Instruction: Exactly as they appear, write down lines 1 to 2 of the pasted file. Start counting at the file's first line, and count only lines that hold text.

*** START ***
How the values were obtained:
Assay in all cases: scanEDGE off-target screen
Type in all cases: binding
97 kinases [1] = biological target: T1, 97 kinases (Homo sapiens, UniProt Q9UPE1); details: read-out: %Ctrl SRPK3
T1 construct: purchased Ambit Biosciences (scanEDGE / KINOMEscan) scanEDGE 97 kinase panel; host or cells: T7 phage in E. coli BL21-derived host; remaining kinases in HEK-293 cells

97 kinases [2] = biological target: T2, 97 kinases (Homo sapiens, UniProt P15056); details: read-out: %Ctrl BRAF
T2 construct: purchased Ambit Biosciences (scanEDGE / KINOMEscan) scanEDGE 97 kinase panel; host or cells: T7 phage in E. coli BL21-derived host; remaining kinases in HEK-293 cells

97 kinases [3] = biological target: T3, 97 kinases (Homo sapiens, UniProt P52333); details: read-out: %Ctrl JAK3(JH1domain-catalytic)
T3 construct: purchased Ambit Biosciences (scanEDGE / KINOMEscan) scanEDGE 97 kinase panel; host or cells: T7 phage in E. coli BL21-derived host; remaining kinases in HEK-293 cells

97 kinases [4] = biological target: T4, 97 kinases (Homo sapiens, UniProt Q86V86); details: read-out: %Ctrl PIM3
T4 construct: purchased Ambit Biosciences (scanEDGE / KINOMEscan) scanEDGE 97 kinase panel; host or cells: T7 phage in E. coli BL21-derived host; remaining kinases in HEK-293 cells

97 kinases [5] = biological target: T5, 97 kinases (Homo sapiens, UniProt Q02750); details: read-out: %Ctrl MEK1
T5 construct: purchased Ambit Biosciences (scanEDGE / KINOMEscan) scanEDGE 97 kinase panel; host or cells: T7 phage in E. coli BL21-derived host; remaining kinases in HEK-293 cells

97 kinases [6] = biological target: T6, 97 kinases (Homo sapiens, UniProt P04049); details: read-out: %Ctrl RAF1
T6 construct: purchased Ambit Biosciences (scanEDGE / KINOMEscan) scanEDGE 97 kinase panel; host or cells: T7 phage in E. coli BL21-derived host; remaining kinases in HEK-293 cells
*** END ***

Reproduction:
How the values were obtained:
Assay in all cases: scanEDGE off-target screen